Tag Archives: Jennifer Longdon

Few Came to Hear Husband-Wife GOP Candidates Tout School Choice in LD24

Lela Alston is a Democrat running for re-election to the Arizona House in LD24.

Lela Alston is a Democrat running for re-election to the Arizona House in LD24.

Hardly anyone came to hear two Republican candidates for the state legislature at a recent Clean Elections Candidate forum that was held at the Hampton Inn on Highland Avenue in Phoenix.

The attendance was very small with a total of 10 people, which included the timekeeper, the master of ceremonies, the audio engineer, and my partner and I. It was a “forum” because the only candidates who participated were the two Republican nominees for the legislature, the husband and wife team of Vicki and David Alger.

Vicki Alger is running for the Senate against Democrat Lela Alston, who is currently representing the district in the state House of Representatives. David Alger is seeking a position in the state House of Representatives and is opposed in that race by Democrats Dr. Amish Shah and Jennifer Longdon. Of the five candidates, only Ms. Alston has served in an elected public office. Continue reading

What our Democratic Legislative Nominees Said About the Recent Arizona Supreme Court Decisions

Our Democratic legislative nominees across the state are united in their fury at the Ducey packed Arizona Supreme Court decisions to prevent the Invest in Education and Outlaw Dirty Money Initiatives from appearing on the November 6 Ballot. They are all equally united in promising to do everything in their power, once elected in November, to restore full funding to our public schools and Democracy to our states. Below are the comments of some of the Democratic State Senate and House Nominees in response to the Supreme Court rulings on August 29 and what solutions they propose to solve the issues of funding our schools and getting rid of Dark Money special interests.

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Democratic Candidate Profiles to consider when voting this month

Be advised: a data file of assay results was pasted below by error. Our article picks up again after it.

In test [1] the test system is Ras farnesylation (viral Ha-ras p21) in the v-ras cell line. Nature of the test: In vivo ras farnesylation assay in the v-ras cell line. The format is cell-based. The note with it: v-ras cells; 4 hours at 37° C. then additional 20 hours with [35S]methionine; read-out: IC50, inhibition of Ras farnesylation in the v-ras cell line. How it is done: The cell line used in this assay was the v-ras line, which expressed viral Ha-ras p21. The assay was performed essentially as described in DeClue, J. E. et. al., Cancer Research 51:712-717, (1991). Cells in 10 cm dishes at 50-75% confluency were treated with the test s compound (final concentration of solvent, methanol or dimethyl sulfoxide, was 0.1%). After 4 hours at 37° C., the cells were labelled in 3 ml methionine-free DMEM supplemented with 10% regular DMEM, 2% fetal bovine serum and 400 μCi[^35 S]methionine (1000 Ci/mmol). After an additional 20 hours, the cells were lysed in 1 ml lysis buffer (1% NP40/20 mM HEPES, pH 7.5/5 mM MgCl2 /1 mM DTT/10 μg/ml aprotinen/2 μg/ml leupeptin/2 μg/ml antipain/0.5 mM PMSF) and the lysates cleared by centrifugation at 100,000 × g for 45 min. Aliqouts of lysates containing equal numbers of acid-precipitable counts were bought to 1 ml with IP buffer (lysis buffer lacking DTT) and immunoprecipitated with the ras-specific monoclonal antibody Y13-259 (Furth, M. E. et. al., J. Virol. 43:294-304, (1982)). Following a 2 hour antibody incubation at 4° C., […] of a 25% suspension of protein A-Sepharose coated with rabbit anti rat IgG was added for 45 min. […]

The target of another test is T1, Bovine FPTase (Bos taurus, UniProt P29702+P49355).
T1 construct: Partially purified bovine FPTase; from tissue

Dear reader,

Below are the links to the profiles of Democratic Candidates interviewed up until August 21, 2018. Future profiles will be added for study. Please use this valuable resource to help make the best-informed choice when you vote in August either via a mail-in ballot or in person on August 28, 2018. Above all, please do not forget to vote. There are many exceptional Democratic candidates to consider so please take the time to vote for the ones that you feel will best move your local community and the state forward.

Federal elections

Statewide elections

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Overcoming adversity, LD 24 Candidate Jennifer Longdon has devoted herself to a life of public service based on compassion and human interests.

LD 24 Democratic State House Candidate Jennifer Longdon

Jennifer Longdon symbolizes what a person can do when he or she overcomes great adversity. A native of Chicago (she favors Deep Dish Pizza to New York Style), Ms. Longdon has lived in Arizona since 1999. A successful businesswoman and mother, she was the victim of a random shooting in 2004 that permanently paralyzed her from the waist down. The shooting financially ruined her with her health insurance dropping her coverage while she was in a medically induced coma. After recovering, Ms. Longdon dedicated her life to championing for the most neglected, “disenfranchised,” and persecuted minority group in the country, the disabled. In the course of becoming a public advocate for the disabled, Ms. Longdon became a champion for other social justice and progressive causes, including education, LGBTQ rights, reducing gun violence, and health care. Believing that she is the best candidate because of her life experience on health care and gun violence and her activism in those areas, she believes “legislating is an extension of the work I have been doing for a long time.”

LD 24 encompasses all or part of Phoenix and Scottsdale. A reliably Democratic District, Republicans have not seen a victory here in several election cycles. There are seven Democrats, including an incumbent (Ken Clark) vying for the two state house seats in the primary election. Based on recent history, the results of the primary will undoubtedly determine which two candidates are seated in the legislature in January.

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